Maternal Health

Maternal Health

What is maternal health?   |   How can I have a healthy pregnancy   |   How can I take care of myself after pregnancy?   |   How can I avoid getting pregnant?   |   Common Maternal Health Terms

What is maternal health?

Maternal health refers to the health of mothers during pregnancy, childbirth, and the postpartum (after childbirth) period.

How can I have a healthy pregnancy?

Prenatal Care

Prenatal care is the health care you get while you are pregnant. If you are planning to get pregnant or think that you might be pregnant already, you should schedule a visit with an obstetrician-gynecologist (OB/GYN).

The best time to start your prenatal appointments is before you become pregnant. If that’s not possible, try to see a doctor before you are 10 weeks pregnant. Your doctor will help you schedule future appointments to make sure you stay healthy throughout your pregnancy.

Prenatal visits usually include:

  • A physical exam
  • Weight checks
  • Providing a urine (pee) sample

Depending on how far along you are in your pregnancy, they may also include things like:

  • Blood tests
  • Ultrasound exams (taking images of the fetus)


Eating healthy foods is very important during pregnancy, for both you and your baby. A balanced diet with plenty of protein, fruits, vegetables, and whole grains will help your baby grow and can help you lower your risk for certain pregnancy-related health conditions.

Folic Acid
Folic acid is a vitamin that is very important for the healthy development of your baby. Not enough folic acid in your diet can lead to birth defects in your baby. Experts recommend that you take 400 micrograms (mcg) of folic acid every day during pregnancy. Folic acid is found in:

  • Eggs
  • Some leafy green vegetables (such as spinach)
  • Most berries, nuts, beans, citrus fruits, and breakfast cereals
  • Most prenatal vitamins

Prenatal Vitamins
Taking a prenatal vitamin every day can help you make sure you are getting enough of the vitamins and minerals that help your baby grow during pregnancy. However, a prenatal vitamin does not replace a healthy diet.

Foods to Avoid
Some foods can be unsafe to eat during pregnancy. You should avoid:

  • Raw meat/fish
  • Cold deli meats
  • Soft cheeses and unpasteurized milk
  • Alcohol

Physical Activity

Physical activity during pregnancy is good for your overall health. Things like going for a walk can keep your heart and lungs healthy during and after your pregnancy.

Talk to your doctor about the kinds of activity you can do during and after your pregnancy.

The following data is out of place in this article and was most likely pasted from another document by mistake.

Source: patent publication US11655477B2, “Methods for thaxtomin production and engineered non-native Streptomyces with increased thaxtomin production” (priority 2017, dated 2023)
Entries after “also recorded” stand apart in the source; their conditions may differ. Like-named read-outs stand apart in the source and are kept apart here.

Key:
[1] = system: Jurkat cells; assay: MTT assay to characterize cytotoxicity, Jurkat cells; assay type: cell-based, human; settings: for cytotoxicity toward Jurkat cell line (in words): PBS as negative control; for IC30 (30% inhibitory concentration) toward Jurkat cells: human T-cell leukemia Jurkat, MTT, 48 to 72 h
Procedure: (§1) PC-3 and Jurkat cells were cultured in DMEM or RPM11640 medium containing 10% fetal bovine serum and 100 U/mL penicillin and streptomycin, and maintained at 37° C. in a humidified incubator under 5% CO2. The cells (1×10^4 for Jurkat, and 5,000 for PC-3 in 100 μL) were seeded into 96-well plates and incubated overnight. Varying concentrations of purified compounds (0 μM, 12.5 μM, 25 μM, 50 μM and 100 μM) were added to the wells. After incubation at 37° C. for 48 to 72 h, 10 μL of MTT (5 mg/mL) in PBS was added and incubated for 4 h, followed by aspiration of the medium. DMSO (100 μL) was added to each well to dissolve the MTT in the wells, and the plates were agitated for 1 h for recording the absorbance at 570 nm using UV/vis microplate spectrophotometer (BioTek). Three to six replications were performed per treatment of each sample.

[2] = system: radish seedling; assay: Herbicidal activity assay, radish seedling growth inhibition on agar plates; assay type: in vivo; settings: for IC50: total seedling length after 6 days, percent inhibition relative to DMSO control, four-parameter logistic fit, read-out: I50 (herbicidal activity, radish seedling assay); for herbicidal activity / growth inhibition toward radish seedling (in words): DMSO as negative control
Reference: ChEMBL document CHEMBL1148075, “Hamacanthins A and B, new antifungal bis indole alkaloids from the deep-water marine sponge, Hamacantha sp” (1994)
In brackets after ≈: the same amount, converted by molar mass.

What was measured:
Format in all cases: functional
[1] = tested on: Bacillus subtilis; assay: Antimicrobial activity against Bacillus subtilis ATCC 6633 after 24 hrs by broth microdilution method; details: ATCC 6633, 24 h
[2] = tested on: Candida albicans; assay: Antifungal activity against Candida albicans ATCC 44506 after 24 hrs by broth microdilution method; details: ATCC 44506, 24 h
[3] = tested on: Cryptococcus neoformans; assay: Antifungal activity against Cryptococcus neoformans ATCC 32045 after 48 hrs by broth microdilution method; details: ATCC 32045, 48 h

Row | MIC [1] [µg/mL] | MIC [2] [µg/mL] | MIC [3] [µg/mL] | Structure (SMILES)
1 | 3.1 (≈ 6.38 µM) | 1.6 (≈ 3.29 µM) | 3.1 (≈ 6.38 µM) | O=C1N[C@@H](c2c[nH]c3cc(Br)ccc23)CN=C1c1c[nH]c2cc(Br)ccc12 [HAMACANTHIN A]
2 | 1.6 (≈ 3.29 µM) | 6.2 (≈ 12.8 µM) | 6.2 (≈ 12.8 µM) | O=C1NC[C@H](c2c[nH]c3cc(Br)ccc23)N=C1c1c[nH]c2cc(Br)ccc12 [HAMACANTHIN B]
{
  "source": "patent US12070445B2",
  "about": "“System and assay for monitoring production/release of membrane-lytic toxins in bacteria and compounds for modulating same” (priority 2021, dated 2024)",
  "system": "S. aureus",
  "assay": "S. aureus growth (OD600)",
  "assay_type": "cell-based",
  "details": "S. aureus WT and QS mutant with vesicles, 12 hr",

You may need to make lifestyle choices to help you and your baby stay healthy during your pregnancy.

Cigarettes and Other Substances
Smoking cigarettes, using drugs, and drinking alcohol during pregnancy can be very harmful to your baby. If you are pregnant and having trouble quitting, talk to your doctor about finding support.

Stress can affect your body and the development of your baby. Talk to your doctor about finding ways to manage your stress.

Common Concerns during Pregnancy

Pregnancy can come with complications.

Depression and Anxiety
About 3 out of every 20 women experience depression or anxiety during pregnancy. Your doctor can help you find treatment options that work for you.

During pregnancy, it can be easier to get common infections and illnesses, including yeast infections, flu and COVID-19. These infections can also be more severe if you are pregnant, and some can make your baby sick. Be sure you get all recommended vaccinations, including flu and COVID vaccines. And if you have any symptoms, talk to a doctor or healthcare provider.

Gestational Diabetes
Gestational diabetes develops during pregnancy in someone who has never had diabetes. It usually goes away after your baby is born, but it can mean you are more likely to have type 2 diabetes later in life.
Hypertension (High Blood Pressure)
Gestational hypertension is high blood pressure that develops during pregnancy. It usually starts after 20 weeks of pregnancy. Your doctor will check your blood pressure at every visit. If you have high blood pressure, your doctor can give you information on how to manage it to keep yourself and your baby safe.

Preeclampsia is a serious complication of pregnancy. With preeclampsia, you might have high blood pressure, too much protein in your pee, and other signs of organ damage. It usually happens late in pregnancy and can be dangerous for you and your baby. Your doctor will check for preeclampsia at your visits, which is another reason it is important to get regular prenatal care. You should also call a doctor if you notice you suddenly gain a lot of weight in 1-2 days, are peeing less (or not at all), have a severe headache, or develop other symptoms. It is important to catch preeclampsia early. The only cure for preeclampsia is to give birth. Your doctor might decide to deliver your baby early to keep you and your baby safe.

Pregnancy Loss/Miscarriage